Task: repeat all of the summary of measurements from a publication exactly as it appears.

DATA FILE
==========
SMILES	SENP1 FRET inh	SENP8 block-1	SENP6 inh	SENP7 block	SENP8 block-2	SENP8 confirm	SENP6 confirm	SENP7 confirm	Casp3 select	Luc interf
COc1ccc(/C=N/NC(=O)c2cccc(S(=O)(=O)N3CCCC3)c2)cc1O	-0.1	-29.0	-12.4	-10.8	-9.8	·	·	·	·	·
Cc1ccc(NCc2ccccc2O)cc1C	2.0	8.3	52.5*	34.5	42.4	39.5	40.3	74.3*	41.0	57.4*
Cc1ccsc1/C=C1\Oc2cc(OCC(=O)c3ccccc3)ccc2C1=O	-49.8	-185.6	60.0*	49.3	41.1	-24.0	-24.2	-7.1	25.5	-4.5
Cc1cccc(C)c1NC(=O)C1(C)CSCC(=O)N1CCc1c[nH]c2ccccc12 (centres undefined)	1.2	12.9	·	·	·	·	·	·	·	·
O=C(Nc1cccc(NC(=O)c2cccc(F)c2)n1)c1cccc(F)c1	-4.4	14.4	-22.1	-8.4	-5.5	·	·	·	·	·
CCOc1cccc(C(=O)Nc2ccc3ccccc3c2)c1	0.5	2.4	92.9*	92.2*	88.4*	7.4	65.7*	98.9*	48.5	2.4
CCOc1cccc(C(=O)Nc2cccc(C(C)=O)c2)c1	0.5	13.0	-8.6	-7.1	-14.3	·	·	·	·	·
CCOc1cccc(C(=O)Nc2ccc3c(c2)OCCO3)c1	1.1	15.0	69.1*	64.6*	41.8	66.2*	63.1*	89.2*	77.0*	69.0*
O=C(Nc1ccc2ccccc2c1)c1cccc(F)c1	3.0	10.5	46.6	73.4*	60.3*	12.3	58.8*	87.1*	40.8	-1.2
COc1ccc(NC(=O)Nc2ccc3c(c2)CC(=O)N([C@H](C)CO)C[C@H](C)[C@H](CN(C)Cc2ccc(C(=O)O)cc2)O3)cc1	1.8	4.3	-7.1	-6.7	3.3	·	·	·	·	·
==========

SMILES	SENP1 FRET inh	SENP8 block-1	SENP6 inh	SENP7 block	SENP8 block-2	SENP8 confirm	SENP6 confirm	SENP7 confirm	Casp3 select	Luc interf
COc1ccc(/C=N/NC(=O)c2cccc(S(=O)(=O)N3CCCC3)c2)cc1O	-0.1	-29.0	-12.4	-10.8	-9.8	·	·	·	·	·
Cc1ccc(NCc2ccccc2O)cc1C	2.0	8.3	52.5*	34.5	42.4	39.5	40.3	74.3*	41.0	57.4*
Cc1ccsc1/C=C1\Oc2cc(OCC(=O)c3ccccc3)ccc2C1=O	-49.8	-185.6	60.0*	49.3	41.1	-24.0	-24.2	-7.1	25.5	-4.5
Cc1cccc(C)c1NC(=O)C1(C)CSCC(=O)N1CCc1c[nH]c2ccccc12 (centres undefined)	1.2	12.9	·	·	·	·	·	·	·	·
O=C(Nc1cccc(NC(=O)c2cccc(F)c2)n1)c1cccc(F)c1	-4.4	14.4	-22.1	-8.4	-5.5	·	·	·	·	·
CCOc1cccc(C(=O)Nc2ccc3ccccc3c2)c1	0.5	2.4	92.9*	92.2*	88.4*	7.4	65.7*	98.9*	48.5	2.4
CCOc1cccc(C(=O)Nc2cccc(C(C)=O)c2)c1	0.5	13.0	-8.6	-7.1	-14.3	·	·	·	·	·
CCOc1cccc(C(=O)Nc2ccc3c(c2)OCCO3)c1	1.1	15.0	69.1*	64.6*	41.8	66.2*	63.1*	89.2*	77.0*	69.0*
O=C(Nc1ccc2ccccc2c1)c1cccc(F)c1	3.0	10.5	46.6	73.4*	60.3*	12.3	58.8*	87.1*	40.8	-1.2
COc1ccc(NC(=O)Nc2ccc3c(c2)CC(=O)N([C@H](C)CO)C[C@H](C)[C@H](CN(C)Cc2ccc(C(=O)O)cc2)O3)cc1	1.8	4.3	-7.1	-6.7	3.3	·	·	·	·	·